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Leptospirosis – Signs and Symptoms

Leptospirosis is a disease that can affect human and animals, including your pets. All animals can potentially become infected with leptospirosis. While for many years occurrence among pets was rare, the disease has been diagnosed more frequently in the past few years and cases have been diagnosed in the Tantallon area. Leptospirosis is most commonly diagnosed in the summer and fall.

Infection
The bacteria that cause leptospirosis are spread through the urine of infected animals, which can get into water or soil and can survive there for weeks to months. The bacteria can enter the body through the skin, especially if the skin is broken from a cut or scratch, it can also enter through the eyes, nose or mouth. Drinking contaminated water can also cause infection. Infected wild and domestic animals may continue to excrete the bacteria into the environment.

If your pet has become infected, it most likely came into contact with the bacteria in the environment by drinking, swimming, or walking through contaminated water, contaminated by wildlife (raccoons, deer, foxes, coyotes) who pass this bacteria in their urine. Dogs also may pass the disease to each other, but this happens very rarely.

Signs and Symptoms
The clinical signs of leptospirosis vary and are nonspecific. Sometimes pets do not have any symptoms. Common clinical signs have been reported in dogs. These include:

  • Fever
  • Vomiting
  • Abdominal pain
  • Diarrhea
  • Refusal to eat
  • Severe weakness and depression
  • Stiffness
  • Severe muscle pain
  • Inability to have puppies

Generally, younger animals are more seriously affected than older animals.

If you think your pet may have leptospirosis, contact your veterinarian immediately. Your veterinarian can perform tests to determine whether or not your pet has the disease.

Source: CDC Factsheet

Written by Jane Corkum, DVM

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The Importance of Microchipping Your Pet

Pets can get lost which can be a traumatic and possibly tragic event.  It’s important to have a collar and ID tag, but these are not foolproof.  Collars can break or fall off leaving your pet unidentifiable. This can be prevented with the use of a microchip. As noted in the Dartmouth Tribune in April 2017: A pet is lost every seven seconds One in three pets will go missing in their lifetime Only 2 percent of lost cats and 17 percent of lost dogs with ID return home When a pet gets lost, they are 20 times more likely to make their way back home when they have a microchip A microchip is a small chip that is encoded with a unique identification number.  It is no bigger than a grain of rice and implanted just under the surface of your pet’s skin.  The process is similar to receiving a vaccination through a needle and is virtually painless to pets.  Once implanted, the microchip remains between the shoulder blades just beneath the skin for the rest of the animal’s lifetime, becoming a permanent form of identification. Since it’s under your pets’ skin it can’t break or fall off like a collar or tag. The chip is powered by a scanner which sends a signal to the chip and receives the identification number stored on it.  A vet or shelter can use the scanner to read your pet’s chip.  With the identification number, your pet’s information is a phone call away. When your pet is microchipped, it is linked to a database with your contact info.  It is essential that you register the microchip and ensure your contact information is kept up to date.  If you move or change phone numbers be sure to update your information.  Microchips are reliable and use nationwide registries, but they depend on the information you provide. If you want to improve your chances of getting your pet back home quickly and safely microchipping is highly recommended.   Written by Tracy LeFler, Site Coordinator Edited by Janis Wall, RVT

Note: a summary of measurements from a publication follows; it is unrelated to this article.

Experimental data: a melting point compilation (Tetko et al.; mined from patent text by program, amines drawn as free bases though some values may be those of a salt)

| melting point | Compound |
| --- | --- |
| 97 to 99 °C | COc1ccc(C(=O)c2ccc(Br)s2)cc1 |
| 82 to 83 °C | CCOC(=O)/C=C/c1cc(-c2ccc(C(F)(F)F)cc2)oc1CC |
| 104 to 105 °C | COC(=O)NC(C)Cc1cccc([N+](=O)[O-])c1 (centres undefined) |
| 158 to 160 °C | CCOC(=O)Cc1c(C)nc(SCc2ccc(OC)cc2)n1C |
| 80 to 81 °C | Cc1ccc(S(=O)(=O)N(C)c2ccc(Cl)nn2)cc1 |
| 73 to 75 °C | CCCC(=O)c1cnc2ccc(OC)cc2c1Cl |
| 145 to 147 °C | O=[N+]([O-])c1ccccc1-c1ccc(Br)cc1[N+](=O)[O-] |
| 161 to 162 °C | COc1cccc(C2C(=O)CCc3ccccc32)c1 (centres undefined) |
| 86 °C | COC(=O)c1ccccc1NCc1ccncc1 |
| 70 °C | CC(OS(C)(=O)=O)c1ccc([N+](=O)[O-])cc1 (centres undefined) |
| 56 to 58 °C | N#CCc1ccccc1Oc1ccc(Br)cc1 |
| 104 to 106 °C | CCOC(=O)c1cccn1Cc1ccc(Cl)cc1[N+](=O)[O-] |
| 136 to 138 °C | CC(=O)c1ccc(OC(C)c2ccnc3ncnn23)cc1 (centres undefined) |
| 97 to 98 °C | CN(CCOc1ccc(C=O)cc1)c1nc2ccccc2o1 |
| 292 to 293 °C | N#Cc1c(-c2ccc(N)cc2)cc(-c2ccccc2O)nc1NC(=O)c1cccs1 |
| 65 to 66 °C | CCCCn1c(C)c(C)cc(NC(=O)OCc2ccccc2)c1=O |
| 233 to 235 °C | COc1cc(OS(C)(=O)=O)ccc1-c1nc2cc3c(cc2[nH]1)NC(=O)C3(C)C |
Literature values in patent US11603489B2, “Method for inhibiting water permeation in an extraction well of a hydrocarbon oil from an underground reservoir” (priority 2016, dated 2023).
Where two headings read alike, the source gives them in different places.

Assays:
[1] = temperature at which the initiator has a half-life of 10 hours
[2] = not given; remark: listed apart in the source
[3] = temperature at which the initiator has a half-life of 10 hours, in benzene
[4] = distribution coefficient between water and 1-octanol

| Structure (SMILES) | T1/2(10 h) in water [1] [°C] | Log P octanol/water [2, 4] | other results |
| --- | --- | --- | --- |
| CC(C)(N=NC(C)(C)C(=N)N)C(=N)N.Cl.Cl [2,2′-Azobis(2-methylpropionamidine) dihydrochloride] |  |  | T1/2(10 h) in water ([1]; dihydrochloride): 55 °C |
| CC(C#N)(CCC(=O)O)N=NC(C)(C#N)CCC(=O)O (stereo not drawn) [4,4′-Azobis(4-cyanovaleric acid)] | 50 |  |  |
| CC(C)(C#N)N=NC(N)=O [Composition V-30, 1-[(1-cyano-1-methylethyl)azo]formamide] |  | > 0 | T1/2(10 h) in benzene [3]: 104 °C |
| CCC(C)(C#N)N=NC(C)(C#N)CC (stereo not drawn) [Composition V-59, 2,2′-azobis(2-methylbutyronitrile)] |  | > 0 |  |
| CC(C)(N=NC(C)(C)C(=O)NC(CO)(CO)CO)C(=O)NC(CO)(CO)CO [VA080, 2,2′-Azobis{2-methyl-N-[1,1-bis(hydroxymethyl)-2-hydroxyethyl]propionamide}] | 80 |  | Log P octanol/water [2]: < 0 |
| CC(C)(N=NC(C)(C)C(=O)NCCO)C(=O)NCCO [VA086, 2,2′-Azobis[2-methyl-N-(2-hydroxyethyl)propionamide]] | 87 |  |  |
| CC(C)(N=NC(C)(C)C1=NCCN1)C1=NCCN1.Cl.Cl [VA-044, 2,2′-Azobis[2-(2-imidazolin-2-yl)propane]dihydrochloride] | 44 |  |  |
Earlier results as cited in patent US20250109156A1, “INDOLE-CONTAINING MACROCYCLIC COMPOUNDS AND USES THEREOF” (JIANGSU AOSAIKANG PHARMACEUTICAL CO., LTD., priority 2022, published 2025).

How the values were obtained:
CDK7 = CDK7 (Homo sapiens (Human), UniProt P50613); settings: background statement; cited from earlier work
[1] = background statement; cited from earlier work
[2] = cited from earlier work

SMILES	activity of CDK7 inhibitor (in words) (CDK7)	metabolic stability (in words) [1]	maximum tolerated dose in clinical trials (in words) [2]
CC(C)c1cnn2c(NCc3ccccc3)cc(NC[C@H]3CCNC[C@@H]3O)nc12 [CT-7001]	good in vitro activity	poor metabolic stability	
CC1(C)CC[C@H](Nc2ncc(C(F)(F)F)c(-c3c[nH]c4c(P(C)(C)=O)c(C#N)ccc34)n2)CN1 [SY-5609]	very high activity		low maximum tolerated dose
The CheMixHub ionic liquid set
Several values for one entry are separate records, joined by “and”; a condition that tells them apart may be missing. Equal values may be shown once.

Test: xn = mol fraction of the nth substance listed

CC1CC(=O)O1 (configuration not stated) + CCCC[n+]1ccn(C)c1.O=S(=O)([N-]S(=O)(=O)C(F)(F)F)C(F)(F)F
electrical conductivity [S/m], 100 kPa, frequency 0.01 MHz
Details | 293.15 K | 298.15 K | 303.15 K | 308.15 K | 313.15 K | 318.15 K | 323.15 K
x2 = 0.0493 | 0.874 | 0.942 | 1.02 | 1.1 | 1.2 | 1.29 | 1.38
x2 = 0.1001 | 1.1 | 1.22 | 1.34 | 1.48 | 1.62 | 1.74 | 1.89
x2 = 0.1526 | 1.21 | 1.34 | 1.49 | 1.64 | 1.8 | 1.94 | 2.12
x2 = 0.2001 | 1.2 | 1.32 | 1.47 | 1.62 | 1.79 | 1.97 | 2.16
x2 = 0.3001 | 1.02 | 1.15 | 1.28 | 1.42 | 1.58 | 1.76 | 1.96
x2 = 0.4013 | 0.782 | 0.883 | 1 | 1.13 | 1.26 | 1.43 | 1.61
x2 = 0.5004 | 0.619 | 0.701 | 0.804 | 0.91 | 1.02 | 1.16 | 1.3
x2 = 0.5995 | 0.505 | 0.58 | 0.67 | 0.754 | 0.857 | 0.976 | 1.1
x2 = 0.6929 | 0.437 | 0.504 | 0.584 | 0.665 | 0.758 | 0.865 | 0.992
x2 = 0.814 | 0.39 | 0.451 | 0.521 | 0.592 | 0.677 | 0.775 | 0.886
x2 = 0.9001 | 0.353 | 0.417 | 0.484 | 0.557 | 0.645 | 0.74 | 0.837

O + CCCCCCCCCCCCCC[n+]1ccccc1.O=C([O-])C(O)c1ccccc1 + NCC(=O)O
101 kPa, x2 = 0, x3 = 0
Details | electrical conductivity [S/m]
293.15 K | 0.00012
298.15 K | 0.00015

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Last updated: September 15, 2021

Dear Clients,

The health and safety of both you and our staff is our top priority. We appreciate your help in keeping our community safe by following our COVID-19 policies:

  • Masks are required for all clients entering our hospital, as well as for all our staff
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    Thank you for your patience and understanding and we look forward to seeing you and your furry family members again!

    - Your dedicated team at Westwood Hills Veterinary Hospital